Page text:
Federal plan would accelerate Great Lakes cleanups

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Matt Doll, Minnesota Environmental Partnership

This week, President Joe Biden and EPA Administrator Michael Regan announced a plan to use most of a $1 billion investment in the Great Lakes from the Infrastructure and Jobs Act to clean up polluted areas. These investments around the world’s greatest freshwater resource will improve ecosystems, support jobs, and deliver tangible local benefits for communities from New York to Minnesota.

The plan will allow the EPA to build on continuing efforts to restore Areas of Concern (AOCs), some of the sites most impacted across the region. These efforts were kickstarted with the implementation of the Great Lakes Restoration Initiative (GLRI) in 2010, and have continued to make progress over the last decade. Funding for the GLRI has passed with bipartisan support every year since its inception, resulting in $3.8 billion in funding between 2010 and 2021.

With the help of the new infrastructure funds, restoration work on most of the 25 AOCs are projected to be complete by 2030. That includes Minnesota’s own AOC: the St. Louis River in the Duluth-Superior area.

The St. Louis River is the largest tributary of Lake Superior and is a vital resource for the Twin Ports, the Fond du Lac Band of Lake Superior Chippewa, and other nearby communities. Over decades, it’s been significantly degraded by industrial activities. Levels of mercury are especially problematic, and along with chemicals, this contamination has resulted in reductions in fishing, wildlife habitat, and waterfront uses. (MEP commissioned a report on just how bad the mercury situation in the river has gotten.)

As a large river, the St. Louis River presents challenges to restoration, and the EPA has established a series of goals and action steps to get it done. Sediment at the bottom of the riverbed must be dredged, then covered with a clean layer of sand. Shoals, islands, and other coastal features must be rebuilt to provide habitat for wildlife and protect the shoreline. Significant progress has been made already, but the new infrastructure funds will help to accelerate the work. The EPA estimates that management actions to restore the area will be complete by the middle of the decade, and that the AOC will be removed from the list by 2030.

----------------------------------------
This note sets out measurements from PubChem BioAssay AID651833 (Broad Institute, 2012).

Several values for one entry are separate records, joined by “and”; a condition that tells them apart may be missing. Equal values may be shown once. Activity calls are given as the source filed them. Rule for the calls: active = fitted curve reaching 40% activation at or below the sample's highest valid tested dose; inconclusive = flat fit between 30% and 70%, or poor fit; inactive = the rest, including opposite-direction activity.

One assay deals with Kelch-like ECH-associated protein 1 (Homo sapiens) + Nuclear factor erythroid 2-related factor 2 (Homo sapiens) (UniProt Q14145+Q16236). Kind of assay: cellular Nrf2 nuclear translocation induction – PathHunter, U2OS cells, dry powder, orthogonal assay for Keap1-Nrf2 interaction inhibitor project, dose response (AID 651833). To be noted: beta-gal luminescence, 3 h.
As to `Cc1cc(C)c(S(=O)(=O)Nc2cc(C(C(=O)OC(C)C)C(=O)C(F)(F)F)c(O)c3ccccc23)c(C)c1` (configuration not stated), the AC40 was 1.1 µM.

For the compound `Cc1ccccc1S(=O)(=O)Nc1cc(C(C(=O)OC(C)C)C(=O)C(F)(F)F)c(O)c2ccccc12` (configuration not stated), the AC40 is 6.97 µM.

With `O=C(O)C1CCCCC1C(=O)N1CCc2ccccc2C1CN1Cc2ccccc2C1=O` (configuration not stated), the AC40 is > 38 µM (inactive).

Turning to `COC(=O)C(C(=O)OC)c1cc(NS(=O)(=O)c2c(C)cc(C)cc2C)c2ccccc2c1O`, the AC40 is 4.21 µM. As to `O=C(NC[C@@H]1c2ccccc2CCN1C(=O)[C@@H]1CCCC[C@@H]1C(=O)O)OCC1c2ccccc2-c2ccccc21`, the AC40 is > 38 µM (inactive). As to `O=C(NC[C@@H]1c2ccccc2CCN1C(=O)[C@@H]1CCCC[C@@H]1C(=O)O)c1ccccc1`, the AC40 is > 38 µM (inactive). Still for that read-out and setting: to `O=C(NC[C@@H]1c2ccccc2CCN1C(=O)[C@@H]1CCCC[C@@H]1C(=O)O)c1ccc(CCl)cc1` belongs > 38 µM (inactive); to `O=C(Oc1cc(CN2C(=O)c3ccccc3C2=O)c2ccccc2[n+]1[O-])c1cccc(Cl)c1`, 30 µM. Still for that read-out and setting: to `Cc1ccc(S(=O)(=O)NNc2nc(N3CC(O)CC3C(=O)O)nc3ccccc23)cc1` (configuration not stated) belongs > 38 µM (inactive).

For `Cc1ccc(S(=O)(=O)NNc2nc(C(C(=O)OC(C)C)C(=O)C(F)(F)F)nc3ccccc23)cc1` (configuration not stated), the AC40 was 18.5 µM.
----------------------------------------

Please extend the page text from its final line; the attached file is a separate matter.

That’s good news for aquatic ecosystems and the people who harvest food from them. It’s also great for the local economy. A 2018 study by the Great Lakes Commission calculated that every dollar spent on Great Lakes Restoration generates more than three times as much in economic activity. In the case of Duluth, these restoration investments have led to highly visible improvements in tourism, residential development, recreation, and livability.

These investments have been a major focus of MEP’s advocacy since the GLRI’s inception. Working closely with partners like Clean Water Action, have regularly sent local delegations to to DC and worked with Minnesota’s representatives to make the case for this restoration work and hosted tours in the areas affected. These congressional connections have consistently paid off, and we especially thank U.S. Senators Tina Smith and Amy Klobuchar and Representative Betty McCollum for championing the new funds for the Great LAkes.

At a time when the Great Lakes face emerging threats including potential sulfide ore mining, oil pipelines like Line 3 and Line 5, and climate change, it’s more important than ever that we invest in protecting and restoring these resources. Working with our partners, state leaders, and Minnesotans who live near our greatest lake, MEP will continue advocating for our North Shore and the health of our waters.

For previous columns, visit mepartnership.org/category/blog/. If you would like to reblog or republish this column, you may do so for free – simply contact the author at matthew@mepartnership.org.

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